by Allison Micarelli-Sokoloff
September 20, 2011
These questions are at the top of every mother’s list. How much milk a mother makes depends on how much milk her baby needs. But rest assured that nearly every mother makes just the right amount at just the right time to satisfy her baby’s needs.
Mothers are often surprised to see how quickly their milk supply increases during the first 3–5 days after birth. What may seem like small amounts of milk at first turns out to be exactly what newborn babies need. Frequent feedings (8–12 times in each 24 hour period) ensures that each mother’s milk supply matches the needs of her growing baby.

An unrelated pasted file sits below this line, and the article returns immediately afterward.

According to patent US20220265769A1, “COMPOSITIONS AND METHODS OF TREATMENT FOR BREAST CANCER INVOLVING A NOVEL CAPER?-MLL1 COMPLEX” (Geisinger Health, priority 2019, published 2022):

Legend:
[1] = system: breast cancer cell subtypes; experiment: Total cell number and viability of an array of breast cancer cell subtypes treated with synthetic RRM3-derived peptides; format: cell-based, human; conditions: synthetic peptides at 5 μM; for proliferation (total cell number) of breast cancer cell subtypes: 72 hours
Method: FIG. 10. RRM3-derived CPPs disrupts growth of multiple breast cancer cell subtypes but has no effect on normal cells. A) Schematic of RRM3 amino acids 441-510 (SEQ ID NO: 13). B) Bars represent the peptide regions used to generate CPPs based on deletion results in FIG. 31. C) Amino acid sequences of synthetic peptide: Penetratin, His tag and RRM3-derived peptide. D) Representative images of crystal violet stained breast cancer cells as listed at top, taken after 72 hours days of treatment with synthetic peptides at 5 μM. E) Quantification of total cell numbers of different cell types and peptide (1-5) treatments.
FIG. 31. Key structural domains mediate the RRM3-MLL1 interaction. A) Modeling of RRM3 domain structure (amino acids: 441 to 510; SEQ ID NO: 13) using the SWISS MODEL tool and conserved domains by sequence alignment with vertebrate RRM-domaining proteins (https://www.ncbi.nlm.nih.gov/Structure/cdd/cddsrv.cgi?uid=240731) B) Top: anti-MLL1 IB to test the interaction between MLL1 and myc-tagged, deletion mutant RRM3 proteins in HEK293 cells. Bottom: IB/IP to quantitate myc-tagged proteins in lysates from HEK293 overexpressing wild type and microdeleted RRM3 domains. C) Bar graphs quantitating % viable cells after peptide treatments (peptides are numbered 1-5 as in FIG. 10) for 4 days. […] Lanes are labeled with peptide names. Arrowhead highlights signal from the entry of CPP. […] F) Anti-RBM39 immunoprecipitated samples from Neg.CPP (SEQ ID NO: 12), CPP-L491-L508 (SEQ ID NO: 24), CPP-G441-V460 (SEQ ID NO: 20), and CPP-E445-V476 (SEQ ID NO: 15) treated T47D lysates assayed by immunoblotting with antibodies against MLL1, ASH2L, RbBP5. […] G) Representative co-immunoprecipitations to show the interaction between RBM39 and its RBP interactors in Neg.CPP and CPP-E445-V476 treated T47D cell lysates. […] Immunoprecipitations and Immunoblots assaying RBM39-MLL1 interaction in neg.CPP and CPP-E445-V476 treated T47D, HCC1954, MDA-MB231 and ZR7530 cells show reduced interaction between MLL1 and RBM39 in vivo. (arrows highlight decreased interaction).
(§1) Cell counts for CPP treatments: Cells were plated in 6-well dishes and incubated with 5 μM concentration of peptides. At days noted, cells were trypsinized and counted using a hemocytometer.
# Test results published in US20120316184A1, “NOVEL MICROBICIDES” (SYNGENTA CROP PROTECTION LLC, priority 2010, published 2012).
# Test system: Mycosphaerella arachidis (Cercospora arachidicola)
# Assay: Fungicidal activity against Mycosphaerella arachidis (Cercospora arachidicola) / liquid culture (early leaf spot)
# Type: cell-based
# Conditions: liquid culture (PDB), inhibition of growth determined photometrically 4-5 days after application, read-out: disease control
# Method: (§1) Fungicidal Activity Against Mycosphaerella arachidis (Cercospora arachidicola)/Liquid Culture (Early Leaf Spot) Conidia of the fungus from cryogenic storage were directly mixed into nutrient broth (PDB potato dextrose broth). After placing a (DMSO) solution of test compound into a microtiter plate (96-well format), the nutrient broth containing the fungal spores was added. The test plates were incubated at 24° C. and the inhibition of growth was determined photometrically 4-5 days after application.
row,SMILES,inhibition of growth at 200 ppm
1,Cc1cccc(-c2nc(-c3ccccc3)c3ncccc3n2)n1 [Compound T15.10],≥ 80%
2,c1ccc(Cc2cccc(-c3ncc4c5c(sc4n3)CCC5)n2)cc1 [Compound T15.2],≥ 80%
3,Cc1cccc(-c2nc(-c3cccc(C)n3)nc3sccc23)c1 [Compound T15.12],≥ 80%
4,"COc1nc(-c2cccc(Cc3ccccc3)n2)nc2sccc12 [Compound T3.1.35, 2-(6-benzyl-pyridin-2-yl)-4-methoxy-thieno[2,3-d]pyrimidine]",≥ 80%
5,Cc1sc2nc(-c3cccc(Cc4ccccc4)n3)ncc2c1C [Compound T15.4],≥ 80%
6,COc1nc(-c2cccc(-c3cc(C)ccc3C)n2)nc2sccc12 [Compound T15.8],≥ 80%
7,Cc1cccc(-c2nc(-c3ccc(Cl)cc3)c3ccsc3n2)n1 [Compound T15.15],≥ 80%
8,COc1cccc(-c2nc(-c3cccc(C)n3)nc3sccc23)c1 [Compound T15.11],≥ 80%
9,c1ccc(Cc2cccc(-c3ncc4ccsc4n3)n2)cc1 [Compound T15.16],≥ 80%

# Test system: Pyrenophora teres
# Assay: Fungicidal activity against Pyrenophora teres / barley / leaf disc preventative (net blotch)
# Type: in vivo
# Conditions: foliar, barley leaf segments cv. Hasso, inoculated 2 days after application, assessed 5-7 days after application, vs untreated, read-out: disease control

Most newborns are quiet but alert for the first hour or two after birth. This gives moms and babies a chance to practice what will be a most important skill—breastfeeding. In the days and weeks that follow, don’t wait for your baby to fuss or cry before you offer the breast (crying is actually a late sign of hunger); instead watch for these early signs of hunger:
These first days and weeks will give you an opportunity to learn your baby’s feeding cues and feeding patterns, including signs that your baby is hungry or full. Should you see signs that your baby may not be getting enough to eat, contact your baby’s health care provider right away.
View our slideshow to learn all the signs your baby is getting enough to eat.
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